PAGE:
Microsoft Fixes Two Critical Flaws In Non-XP Patch Tuesday

Tom Brewster is TechWeek Europe's Security Correspondent. He has also been named BT Information Security Journalist of the Year in 2012 and 2013.

A fairly lightweight Patch Tuesday arrives in May, but there are critical fixes for Internet Explorer

Microsoft has announced numerous fixes for its various software products, but users of Windows XP have been warned they will get no patches for any vulnerabilities in tomorrow’s Patch Tuesday update.

Two of the eight bulletins announced by Microsoft have been rated critical, as they could allow for remote code execution, whilst the remaining six were rated important.

Internet Explorer patches from Microsoft

Security vulnerability - Shutterstock - FuzzBonesThe first critical flaw covers Internet Explorer, including all currently supported versions from IE6 onwards, and should include a fix for a fresh flaw (a so-called “zero-day”) uncovered last month. Microsoft had already released an out-of-band patch, but the latest update will cover those who didn’t install the fix.

The second serious vulnerability lies in Sharepoint server 2007, 2010 and 2013.

Although the third bulletin was only ranked “important”, it addresses a weakness in Office 2007, 2010 and 2013 which could let hackers execute code remotely. Such an attack would rely on some social engineering, having the user open an attachment.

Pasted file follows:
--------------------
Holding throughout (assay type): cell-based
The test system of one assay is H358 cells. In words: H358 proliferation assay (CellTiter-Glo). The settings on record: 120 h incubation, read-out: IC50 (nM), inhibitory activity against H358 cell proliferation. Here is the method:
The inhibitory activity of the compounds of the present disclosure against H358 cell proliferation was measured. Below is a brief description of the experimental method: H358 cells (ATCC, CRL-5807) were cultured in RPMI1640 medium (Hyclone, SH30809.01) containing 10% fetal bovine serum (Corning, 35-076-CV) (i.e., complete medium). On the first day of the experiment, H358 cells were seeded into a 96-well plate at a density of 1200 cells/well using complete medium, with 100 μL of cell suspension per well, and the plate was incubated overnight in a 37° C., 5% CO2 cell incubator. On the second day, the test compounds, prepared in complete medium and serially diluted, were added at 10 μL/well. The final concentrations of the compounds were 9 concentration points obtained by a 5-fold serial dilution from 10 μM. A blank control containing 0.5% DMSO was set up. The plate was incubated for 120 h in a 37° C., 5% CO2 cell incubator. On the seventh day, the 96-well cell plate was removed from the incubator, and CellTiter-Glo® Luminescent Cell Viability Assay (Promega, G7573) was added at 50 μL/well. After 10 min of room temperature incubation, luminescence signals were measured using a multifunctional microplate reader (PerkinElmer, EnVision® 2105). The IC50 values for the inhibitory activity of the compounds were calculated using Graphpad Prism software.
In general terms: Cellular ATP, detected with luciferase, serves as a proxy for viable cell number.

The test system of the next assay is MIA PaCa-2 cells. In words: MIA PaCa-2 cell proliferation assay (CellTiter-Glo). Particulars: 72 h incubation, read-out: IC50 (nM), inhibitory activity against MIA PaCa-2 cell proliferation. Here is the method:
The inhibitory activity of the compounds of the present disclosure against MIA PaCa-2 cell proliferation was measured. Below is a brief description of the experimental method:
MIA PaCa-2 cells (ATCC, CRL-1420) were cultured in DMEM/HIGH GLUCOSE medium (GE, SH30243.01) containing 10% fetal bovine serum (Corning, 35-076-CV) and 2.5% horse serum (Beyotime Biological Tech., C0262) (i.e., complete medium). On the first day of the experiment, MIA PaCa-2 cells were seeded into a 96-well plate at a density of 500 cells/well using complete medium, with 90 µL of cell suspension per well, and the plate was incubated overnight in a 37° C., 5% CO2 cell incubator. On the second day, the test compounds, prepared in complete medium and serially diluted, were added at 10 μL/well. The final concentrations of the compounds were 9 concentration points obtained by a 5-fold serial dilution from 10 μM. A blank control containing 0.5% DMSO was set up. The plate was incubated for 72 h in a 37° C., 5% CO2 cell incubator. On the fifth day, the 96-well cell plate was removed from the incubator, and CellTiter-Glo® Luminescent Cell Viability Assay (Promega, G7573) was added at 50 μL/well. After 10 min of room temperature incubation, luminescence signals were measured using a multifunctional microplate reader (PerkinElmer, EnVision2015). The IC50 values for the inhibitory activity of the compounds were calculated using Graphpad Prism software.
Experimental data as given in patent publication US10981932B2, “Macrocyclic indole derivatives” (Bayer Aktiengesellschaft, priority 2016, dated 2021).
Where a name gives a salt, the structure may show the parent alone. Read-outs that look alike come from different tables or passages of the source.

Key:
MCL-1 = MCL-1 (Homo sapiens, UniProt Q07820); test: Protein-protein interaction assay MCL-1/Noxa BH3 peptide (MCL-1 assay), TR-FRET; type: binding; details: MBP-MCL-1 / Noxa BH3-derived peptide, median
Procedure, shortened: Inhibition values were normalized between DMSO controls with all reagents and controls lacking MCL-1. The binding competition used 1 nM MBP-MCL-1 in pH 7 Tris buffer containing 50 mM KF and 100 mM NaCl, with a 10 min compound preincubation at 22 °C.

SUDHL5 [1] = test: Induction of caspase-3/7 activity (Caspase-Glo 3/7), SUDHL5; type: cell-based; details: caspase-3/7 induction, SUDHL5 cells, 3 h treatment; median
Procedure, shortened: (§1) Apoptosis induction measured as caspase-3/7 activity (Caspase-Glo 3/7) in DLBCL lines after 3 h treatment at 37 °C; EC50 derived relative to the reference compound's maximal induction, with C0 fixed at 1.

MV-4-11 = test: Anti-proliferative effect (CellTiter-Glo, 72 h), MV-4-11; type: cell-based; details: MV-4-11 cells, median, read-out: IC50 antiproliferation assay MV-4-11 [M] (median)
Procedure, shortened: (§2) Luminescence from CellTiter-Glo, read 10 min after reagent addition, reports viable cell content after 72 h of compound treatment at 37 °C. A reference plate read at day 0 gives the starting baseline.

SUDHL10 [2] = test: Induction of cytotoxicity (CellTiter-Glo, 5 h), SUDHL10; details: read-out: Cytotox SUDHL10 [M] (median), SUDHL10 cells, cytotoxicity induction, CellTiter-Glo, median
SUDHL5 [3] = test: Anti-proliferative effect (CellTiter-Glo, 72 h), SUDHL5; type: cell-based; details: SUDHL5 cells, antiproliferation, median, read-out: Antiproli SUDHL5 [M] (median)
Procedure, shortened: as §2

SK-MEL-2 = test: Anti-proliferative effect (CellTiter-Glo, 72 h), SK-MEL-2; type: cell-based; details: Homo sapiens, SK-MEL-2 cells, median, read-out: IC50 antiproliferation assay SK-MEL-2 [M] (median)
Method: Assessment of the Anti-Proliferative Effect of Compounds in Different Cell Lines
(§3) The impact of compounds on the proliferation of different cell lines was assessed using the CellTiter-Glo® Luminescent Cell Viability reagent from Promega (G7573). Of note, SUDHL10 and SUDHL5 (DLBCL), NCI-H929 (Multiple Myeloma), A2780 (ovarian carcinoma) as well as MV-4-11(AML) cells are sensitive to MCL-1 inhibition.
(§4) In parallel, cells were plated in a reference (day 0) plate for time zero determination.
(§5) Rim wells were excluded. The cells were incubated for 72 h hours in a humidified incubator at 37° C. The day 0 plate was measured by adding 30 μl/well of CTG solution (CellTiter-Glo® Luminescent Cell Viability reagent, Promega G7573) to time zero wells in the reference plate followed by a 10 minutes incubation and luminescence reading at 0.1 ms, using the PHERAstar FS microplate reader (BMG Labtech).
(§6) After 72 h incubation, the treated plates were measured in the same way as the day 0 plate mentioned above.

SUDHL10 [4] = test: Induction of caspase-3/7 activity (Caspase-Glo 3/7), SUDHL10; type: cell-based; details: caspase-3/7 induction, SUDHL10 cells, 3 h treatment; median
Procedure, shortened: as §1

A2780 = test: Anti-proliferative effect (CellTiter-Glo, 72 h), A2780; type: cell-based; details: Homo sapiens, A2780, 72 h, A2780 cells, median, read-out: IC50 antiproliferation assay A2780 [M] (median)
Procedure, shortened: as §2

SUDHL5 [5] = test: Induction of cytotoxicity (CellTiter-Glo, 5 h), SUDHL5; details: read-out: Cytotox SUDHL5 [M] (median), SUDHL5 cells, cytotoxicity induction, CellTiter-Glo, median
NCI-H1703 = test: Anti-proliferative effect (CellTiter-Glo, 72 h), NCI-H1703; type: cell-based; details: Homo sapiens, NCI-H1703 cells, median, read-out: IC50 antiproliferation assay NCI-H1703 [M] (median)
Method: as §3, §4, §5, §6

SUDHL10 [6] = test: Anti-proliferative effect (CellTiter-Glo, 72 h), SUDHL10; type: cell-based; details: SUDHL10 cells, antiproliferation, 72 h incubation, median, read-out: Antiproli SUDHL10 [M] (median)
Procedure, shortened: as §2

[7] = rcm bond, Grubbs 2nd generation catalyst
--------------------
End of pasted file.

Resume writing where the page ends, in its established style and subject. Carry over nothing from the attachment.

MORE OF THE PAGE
The remaining patches are for Windows, .Net and Office. A Denial-of-Service condition in Server 2008 R2 and 2012 R2 will also be addressed.

“The patching priority is definitely the two critical issues.  One of which seems to affect numerous components of SharePoint Server,” said  Ross Barrett, senior manager of security engineering at Rapid7.

“This may prove to be a legitimate remotely exploitable issue, and definitely where I would focus my remediation resources first.  The omnipresent critical patch in Internet Explorer is a close second in terms of importance, from the advance notice point of view.”

Windows XP support was dropped as planned in April. No more patches will be applied to the operating system through official Microsoft channels.

A report from Microsoft last week indicated Windows XP had lower infection rates than Vista or Windows 7 in the final quarter of 2013, back when the old OS was still supported.

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